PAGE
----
Tyler doesn't think much of the wedding in the video below, as he said in his blog post. Specifically he says, "I want to say that making a production like this in a church is evidence that the couple doesn’t value the true meaning of marriage." Assume for a moment that he didn't want to say it, and actually did say it.
Personally, I think it's awesome, and I'll tell you why. There are a hundred stupid traditions that people adhere to for weddings. I don't have a problem with that, and what's stupid to me may not be to other people. That there's some connection between what you do at your wedding and how you value marriage is absurd to me. I had the completely traditional and "normal" wedding first time around, I loved my wife dearly (and always will, if in a different context), and took very seriously what was going on. You know what? We still ended up splitting.
The "meaning of marriage" is whatever you make it. And for some, it's living out your life in a miserable existence. For some it's sharing your life with the ultimate co-pilot. Whatever it is, it is your own, and I think Tyler is making a strong judgment against anyway who sees it differently. To the extent that I know him and Beth, I can understand his strong convictions though, because they're a pair that seem to get it right, meeting very early in life, and that's his experience. I think if I had met Diana in high school or college and we would've hooked up then, I'd probably feel the same way (not likely... we were both incredibly different people then).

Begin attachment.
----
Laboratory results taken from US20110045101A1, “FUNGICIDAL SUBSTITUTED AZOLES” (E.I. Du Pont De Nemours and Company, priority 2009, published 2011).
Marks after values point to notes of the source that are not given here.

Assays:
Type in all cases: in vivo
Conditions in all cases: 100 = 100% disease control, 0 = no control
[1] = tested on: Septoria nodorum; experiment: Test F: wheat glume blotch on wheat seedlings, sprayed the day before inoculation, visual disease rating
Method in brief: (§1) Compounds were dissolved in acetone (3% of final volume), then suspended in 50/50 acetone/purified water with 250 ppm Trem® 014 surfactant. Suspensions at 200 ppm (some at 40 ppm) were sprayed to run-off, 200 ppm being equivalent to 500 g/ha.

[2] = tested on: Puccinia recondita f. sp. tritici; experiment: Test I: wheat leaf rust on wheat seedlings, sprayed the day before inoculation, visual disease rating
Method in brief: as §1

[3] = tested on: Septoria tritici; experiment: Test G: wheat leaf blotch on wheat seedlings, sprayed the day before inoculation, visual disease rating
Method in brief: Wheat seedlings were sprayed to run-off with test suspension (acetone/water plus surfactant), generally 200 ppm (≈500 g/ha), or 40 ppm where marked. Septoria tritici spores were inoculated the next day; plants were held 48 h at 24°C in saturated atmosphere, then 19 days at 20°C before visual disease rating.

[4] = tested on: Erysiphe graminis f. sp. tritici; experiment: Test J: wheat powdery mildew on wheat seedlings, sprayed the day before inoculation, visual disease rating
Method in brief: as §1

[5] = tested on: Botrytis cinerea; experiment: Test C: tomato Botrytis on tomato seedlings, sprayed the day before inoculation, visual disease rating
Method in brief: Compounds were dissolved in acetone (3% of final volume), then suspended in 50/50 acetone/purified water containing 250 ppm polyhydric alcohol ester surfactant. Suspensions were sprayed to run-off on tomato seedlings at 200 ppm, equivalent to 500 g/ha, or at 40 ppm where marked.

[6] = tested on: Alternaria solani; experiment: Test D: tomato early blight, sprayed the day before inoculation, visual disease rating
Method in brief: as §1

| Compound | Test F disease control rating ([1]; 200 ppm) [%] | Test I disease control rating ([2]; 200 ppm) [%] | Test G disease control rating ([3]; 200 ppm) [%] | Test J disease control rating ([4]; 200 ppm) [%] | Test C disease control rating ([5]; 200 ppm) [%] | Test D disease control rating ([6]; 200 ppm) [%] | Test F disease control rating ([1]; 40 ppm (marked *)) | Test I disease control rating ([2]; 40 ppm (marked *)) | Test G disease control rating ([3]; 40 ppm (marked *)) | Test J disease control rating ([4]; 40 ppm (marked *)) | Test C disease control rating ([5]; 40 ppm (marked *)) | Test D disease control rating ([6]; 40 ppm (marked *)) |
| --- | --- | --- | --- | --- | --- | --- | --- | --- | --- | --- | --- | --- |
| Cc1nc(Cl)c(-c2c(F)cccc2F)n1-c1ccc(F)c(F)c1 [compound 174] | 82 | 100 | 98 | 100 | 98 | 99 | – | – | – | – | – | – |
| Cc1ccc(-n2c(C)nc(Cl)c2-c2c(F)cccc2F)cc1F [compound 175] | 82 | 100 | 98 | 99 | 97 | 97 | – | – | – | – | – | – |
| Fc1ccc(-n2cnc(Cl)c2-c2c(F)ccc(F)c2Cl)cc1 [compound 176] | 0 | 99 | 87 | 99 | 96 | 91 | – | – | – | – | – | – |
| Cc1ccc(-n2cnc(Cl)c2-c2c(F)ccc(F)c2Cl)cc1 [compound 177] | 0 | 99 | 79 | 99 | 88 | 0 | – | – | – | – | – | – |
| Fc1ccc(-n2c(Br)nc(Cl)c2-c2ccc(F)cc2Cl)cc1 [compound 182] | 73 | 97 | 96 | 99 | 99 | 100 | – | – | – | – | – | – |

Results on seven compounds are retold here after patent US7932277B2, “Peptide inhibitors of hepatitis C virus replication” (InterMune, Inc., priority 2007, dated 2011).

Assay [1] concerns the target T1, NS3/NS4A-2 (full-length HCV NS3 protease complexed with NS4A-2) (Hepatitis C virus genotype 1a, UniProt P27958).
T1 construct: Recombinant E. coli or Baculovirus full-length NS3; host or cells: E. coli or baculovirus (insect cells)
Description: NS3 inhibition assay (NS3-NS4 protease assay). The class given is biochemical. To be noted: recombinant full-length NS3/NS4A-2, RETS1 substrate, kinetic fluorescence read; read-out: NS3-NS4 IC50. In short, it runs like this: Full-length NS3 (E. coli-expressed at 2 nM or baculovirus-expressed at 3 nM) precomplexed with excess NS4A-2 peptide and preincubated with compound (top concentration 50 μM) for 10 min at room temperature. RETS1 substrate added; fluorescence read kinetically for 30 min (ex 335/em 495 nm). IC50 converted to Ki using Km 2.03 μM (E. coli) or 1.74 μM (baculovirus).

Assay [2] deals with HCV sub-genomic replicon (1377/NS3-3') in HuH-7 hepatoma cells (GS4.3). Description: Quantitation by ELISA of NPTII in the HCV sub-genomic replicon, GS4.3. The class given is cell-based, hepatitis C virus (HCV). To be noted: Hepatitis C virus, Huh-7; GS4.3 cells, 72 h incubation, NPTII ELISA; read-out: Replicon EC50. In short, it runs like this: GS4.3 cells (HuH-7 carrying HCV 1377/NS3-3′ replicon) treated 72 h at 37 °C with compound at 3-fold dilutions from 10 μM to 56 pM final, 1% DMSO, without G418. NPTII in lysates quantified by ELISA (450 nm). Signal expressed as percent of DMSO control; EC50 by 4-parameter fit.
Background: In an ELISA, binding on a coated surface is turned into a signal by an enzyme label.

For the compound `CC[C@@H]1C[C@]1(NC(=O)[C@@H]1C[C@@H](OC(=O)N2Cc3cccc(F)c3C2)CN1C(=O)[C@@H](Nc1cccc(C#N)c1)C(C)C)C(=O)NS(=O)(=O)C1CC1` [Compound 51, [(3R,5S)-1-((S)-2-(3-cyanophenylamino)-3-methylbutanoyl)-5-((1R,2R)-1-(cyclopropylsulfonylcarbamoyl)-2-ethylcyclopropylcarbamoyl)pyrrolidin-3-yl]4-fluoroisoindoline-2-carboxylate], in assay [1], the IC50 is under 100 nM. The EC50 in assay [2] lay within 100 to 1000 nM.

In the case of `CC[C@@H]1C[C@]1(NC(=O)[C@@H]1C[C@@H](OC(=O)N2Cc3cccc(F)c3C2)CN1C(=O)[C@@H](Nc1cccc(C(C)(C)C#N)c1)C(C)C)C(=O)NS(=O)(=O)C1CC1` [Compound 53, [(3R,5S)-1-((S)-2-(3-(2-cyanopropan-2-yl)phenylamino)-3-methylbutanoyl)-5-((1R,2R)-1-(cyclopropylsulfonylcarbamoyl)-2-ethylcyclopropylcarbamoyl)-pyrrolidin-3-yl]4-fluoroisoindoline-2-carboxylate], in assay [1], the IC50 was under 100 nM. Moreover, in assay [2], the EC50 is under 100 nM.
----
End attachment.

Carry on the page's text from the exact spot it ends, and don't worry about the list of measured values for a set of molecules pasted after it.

As for tradition, well, you know how our wedding turned out, and if you weren't there, you saw it through Tyler's eyes in photographs. We didn't have a church, or clergy, or shoes. And we had one hell of a party on a boat. Now I wish we had choreographed dance moves. :)
I think marriage is a party. I try to celebrate it every day. Marriage being a serious commitment and marriage being a party are not mutually exclusive concepts. That these cats could get their friends and family together to do something truly memorable and different is top notch. Aside from the vows, weddings are a show for other people as far as I'm concerned. I had a friend just get married, with a very similar relationship history to my own, and she eloped. Everyone rolls their own way.
As an aside, the "in a church" part of Tyler's comment also spurred another thought... that if so much of church the way I experienced it wasn't so much like a weekly funeral, perhaps I'd still go. Religion that focuses on you being a sinner piece of shit is incompatible with faith that brings you great joy for life. That's a post or another day, I suspect.